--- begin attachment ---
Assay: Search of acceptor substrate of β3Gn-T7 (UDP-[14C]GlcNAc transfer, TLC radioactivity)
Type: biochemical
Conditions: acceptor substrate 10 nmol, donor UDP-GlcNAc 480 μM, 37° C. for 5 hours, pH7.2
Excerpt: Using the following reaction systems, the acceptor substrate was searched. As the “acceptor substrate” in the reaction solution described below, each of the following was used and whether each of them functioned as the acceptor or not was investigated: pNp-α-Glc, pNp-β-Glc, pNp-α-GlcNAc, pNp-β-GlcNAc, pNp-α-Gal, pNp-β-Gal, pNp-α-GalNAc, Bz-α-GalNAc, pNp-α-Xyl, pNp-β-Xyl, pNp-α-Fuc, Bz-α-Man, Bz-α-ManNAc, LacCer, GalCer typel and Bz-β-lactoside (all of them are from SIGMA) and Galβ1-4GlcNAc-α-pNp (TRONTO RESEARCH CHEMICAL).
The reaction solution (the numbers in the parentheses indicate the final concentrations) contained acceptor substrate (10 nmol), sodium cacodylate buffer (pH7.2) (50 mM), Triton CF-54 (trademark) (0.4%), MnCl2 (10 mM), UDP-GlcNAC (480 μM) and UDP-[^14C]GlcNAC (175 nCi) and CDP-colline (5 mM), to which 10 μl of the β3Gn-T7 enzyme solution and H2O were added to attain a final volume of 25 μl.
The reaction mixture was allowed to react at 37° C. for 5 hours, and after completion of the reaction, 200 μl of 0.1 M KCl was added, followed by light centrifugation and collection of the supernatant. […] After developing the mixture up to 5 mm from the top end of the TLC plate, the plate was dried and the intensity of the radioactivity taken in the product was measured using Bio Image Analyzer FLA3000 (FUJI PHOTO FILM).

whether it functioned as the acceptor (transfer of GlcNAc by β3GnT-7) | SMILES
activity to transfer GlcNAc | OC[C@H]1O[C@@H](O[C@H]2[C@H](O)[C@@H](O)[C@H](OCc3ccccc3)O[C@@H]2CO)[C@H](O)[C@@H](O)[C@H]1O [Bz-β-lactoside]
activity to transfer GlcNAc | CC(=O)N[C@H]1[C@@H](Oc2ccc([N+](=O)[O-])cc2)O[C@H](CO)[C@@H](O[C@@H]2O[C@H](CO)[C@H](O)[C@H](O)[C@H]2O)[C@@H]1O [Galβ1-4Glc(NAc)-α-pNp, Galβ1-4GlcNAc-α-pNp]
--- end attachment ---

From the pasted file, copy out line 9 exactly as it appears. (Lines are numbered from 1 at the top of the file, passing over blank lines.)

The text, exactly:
activity to transfer GlcNAc | CC(=O)N[C@H]1[C@@H](Oc2ccc([N+](=O)[O-])cc2)O[C@H](CO)[C@@H](O[C@@H]2O[C@H](CO)[C@H](O)[C@H](O)[C@H]2O)[C@@H]1O [Galβ1-4Glc(NAc)-α-pNp, Galβ1-4GlcNAc-α-pNp]